To get grace, you have to give grace. This statement jumped at me this morning while I was working out. In the moment it was simply a fleeting thought but it seemed to follow me around the rest of the morning, like a broken record playing over and over in my mind. I usually take that as a sign that I’m supposed to hit the pause button and spend some time reflecting. Initially it seems like a basic sentiment but it occurred to me that not everyone defines grace the same as me, for that matter, do I really know what my own definition of grace is? I know what the Bible says about grace. But what does it mean in everyday life, in relationships with others?
When I think about grace in relationships some of the first things that come to mind is that grace doesn’t keep score or grudges. It means being able to recognize the imperfections in others, forgiving even when our stubbornness kicks and screams like a child not getting his/her way. Grace can be found when we are able to stop thinking about only our needs and consider someone else’s. The simple words “I’m sorry” can go a long way in extending and receiving grace with loved ones. Feeling frustrated or irritated with loved ones happens, people make mistakes, life is busier than ever, there are days when keeping it all together feels like a huge undertaking and our spouse takes the brunt of it, we are all so far from perfect in this world. But this is another one of those times when I am compelled to share the sometimes overlooked detail that relationships are not one sided, they are multi-sided, a combination of more than one persons feelings, emotions, ideas, experiences, wants, needs, expectations…relationships are living breathing systems that are constantly changing and that change requires a great deal of flexibility, self-reflection, love, forgiveness, compassion, empathy, laughter, desire- grace.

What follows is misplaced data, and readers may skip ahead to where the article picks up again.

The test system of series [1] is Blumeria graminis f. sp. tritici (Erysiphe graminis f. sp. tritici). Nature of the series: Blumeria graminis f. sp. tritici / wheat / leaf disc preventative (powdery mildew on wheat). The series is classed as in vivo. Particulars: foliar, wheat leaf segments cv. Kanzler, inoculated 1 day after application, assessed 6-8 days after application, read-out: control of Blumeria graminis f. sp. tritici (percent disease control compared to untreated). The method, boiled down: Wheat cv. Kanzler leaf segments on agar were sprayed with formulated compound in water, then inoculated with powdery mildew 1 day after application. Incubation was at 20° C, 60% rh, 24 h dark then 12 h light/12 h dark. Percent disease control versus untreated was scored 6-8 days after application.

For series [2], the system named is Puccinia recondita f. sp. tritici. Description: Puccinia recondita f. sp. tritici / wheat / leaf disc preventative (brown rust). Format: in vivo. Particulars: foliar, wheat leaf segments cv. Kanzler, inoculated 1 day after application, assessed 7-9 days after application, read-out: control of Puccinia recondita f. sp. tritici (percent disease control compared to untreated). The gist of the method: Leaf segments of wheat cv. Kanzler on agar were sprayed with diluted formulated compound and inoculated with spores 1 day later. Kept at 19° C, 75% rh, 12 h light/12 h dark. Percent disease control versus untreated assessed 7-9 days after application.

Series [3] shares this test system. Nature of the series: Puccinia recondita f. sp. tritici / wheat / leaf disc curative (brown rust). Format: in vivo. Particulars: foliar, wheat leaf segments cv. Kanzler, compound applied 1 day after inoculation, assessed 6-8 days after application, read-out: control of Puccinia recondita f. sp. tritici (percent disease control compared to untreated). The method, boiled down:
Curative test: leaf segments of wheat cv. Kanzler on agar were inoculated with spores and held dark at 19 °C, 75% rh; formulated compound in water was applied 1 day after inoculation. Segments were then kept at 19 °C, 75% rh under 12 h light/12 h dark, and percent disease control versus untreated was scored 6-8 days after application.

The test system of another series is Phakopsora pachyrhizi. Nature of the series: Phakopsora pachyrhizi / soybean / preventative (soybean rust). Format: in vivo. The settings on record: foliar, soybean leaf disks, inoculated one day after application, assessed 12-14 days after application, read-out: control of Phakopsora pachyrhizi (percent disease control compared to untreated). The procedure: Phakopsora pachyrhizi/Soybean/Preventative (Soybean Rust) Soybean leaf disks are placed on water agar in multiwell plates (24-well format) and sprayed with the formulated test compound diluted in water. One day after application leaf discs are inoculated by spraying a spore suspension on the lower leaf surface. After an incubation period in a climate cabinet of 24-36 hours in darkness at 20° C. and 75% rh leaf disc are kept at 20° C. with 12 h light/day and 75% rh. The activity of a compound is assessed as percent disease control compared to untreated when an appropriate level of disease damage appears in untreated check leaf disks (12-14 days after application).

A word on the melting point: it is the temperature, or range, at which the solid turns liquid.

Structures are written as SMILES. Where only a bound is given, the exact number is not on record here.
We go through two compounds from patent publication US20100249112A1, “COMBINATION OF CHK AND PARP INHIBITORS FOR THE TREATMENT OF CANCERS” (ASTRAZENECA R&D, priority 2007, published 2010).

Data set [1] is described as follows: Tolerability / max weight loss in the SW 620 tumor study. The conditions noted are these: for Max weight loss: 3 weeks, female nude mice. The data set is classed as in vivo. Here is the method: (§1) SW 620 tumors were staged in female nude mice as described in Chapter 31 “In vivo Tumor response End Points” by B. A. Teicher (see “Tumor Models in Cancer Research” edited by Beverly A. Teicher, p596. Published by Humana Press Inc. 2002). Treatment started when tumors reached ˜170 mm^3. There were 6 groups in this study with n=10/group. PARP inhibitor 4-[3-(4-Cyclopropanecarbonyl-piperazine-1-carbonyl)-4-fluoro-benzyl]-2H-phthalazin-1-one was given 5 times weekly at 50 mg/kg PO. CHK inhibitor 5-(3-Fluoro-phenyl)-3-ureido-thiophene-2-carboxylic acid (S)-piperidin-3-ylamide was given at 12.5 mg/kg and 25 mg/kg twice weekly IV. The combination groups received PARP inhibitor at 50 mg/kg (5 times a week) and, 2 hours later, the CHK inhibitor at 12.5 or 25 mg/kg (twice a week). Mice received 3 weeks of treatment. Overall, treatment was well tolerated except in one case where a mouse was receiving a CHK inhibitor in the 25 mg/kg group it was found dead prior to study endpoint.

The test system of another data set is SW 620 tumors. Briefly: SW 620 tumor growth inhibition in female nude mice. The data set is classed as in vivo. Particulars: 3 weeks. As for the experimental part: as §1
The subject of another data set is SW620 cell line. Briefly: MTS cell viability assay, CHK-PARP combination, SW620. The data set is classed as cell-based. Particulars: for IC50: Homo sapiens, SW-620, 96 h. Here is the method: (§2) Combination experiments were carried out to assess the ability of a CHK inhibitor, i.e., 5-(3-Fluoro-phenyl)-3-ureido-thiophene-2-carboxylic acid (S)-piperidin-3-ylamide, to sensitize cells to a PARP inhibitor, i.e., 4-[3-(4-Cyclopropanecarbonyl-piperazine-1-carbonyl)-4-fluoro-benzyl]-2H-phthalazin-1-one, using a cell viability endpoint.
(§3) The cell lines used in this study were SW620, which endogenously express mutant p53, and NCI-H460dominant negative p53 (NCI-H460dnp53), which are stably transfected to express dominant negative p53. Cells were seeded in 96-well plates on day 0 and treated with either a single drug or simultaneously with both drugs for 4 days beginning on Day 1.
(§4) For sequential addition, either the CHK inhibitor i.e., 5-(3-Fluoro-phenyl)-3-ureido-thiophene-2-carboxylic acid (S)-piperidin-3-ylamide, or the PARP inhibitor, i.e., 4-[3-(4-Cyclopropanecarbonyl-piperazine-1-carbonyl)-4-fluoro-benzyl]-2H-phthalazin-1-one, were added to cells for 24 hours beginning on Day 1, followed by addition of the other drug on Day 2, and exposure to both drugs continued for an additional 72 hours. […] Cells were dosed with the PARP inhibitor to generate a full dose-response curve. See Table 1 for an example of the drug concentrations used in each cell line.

There’s this bigger picture around grace that involves accountability. When we’re caught up in a moment, distracted by a crisis or dealing with overwhelming emotions it is hard to see a bigger picture, usually those moments are when we are focused with a narrow view of what is immediately in front of us but what happens when you are able to take a step backwards out of that frame of mind and scan the landscape of your relationships. How good have you been at extending grace to others, whether they deserve it or not in your mind? I know it’s not an easy task but in those moments when it feels like it is not being extended to us, when we so desperately need it, that’s when we should hold ourselves accountable and answer that question- have my actions and reactions over time shown grace to others when they have needed it?
To receive grace, we must be willing to offer grace.